The good news is that there are solutions available, most of which are simple to obtain regardless of where you live. Each of these solutions has its limitations, which will be discussed.


Assume you’re storing a lower number of seeds for a shorter amount of time (weeks or a couple of months). In this scenario, an envelope is an excellent storage option because the paper is thick enough to shield the seeds from light and moisture while keeping them dormant for a short period. The benefit of an envelope is that you may use a pen to jot down any pertinent information on the pouch to remember what you’ve stashed away and when. On the outside, you might want to write the number of seeds, strain information, and storage date. When you come to get them, you’ll be able to see what’s inside each envelope. Even better if the original packaging fits these requirements.

To keep the humidity level steady, toss a desiccant pack in the envelope with the seeds, or if you’re in a hurry – or just being frugal – a little handful of rice will suffice. You can safely keep seeds in an envelope or similar type of pouch in the back of a drawer or cabinet for a shorter period if you don’t use envelopes with an address window.

Jars made of glass

Compared to envelopes, these have a clear benefit in that they are completely sealed. Because most plastic lids can let in small amounts of moisture over time, we recommend using the sort that seal with rubber stoppers, similar to a mason jar, rather than plastic lids. Again, a desiccant pack comes in handy to absorb any excess moisture in the jar. To keep it apart from the seeds, use a paper towel or cotton balls, then place the stopper in the jar and wrap or cover it in something opaque to preserve the valuable contents from light. This crucial feature will keep your seeds fresh for over a year and even longer if kept refrigerated.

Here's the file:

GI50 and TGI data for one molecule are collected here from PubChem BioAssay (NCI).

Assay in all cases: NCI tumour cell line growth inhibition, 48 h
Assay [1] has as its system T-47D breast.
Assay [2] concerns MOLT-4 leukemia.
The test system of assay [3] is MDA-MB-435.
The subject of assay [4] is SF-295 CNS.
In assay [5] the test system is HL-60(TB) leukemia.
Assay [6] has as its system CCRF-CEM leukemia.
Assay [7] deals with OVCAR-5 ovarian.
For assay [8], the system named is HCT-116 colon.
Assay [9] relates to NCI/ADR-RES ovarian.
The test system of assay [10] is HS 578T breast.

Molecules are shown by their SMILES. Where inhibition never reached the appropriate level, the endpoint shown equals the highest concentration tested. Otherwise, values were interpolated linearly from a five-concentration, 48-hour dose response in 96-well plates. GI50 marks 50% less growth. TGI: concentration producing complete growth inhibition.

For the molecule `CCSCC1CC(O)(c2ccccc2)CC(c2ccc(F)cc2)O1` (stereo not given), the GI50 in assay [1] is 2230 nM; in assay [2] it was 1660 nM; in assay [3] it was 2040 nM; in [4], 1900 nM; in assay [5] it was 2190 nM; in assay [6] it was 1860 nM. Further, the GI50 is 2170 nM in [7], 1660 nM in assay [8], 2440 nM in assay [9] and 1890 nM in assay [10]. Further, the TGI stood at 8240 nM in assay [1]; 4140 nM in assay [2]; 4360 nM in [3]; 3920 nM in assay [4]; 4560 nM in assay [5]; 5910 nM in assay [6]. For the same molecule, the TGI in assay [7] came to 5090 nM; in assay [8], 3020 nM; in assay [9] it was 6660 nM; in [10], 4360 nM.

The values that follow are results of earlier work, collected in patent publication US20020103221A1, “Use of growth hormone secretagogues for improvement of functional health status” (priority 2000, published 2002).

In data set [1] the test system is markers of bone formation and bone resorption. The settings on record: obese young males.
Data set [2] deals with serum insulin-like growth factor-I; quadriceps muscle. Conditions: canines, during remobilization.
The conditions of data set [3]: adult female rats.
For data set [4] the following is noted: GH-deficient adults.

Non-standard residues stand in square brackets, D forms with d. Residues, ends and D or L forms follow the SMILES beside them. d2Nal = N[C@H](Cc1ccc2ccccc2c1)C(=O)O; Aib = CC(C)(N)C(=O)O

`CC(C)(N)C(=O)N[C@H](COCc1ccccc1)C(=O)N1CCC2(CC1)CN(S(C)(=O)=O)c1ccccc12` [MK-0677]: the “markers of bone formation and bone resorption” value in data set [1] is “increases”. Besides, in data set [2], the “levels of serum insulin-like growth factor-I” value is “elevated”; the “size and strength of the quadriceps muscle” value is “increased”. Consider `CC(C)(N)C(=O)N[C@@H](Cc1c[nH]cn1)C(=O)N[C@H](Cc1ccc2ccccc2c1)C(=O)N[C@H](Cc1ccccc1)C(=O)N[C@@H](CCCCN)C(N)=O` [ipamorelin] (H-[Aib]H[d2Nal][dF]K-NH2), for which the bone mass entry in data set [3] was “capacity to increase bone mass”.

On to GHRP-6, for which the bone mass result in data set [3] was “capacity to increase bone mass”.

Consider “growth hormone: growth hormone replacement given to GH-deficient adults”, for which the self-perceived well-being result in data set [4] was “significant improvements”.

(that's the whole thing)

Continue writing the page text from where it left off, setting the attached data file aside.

Packs of Desiccant

Seed pouches, which can be found in the packaging of various things ranging from electronics to athletic shoes, are a key component in the seed storage game. These sachets, which usually contain silica gel, a moisture-absorbing material, are your best friend in preventing mold growth and deterioration within sealed containers. Desiccant packs are available online and inexpensive when purchased in bulk. They may be necessary if you’re storing your seeds in plastic containers, mylar bags, or plastic bag.

Where To Store Your Seeds Depending On How Long You Want To Store Them


A dark drawer or cabinet will suffice if you need storage for a short period. Regardless of the length of storage, the most important thing is to avoid temperature and humidity variations. Rapid temperature changes, in particular, can kill your seeds. Avoid storing items outside if you live in an area with warm days and cold nights.

Place the seeds in a container with desiccant for short-term storage. Put it in a cool, dark place after sealing it.


It’s time to utilize an airtight container once you’re in medium-term storage (a few months). A mason jar or a Ziploc bag are two examples. Refrigerate this tightly covered jar. Keep in mind that opening your fridge can result in severe temperature changes. As a result, having a second refrigerator that is rarely used is perfect.

It’s also worth noting that new refrigerators have low humidity levels. Your seeds will begin to deplete nutrients if the humidity is too low.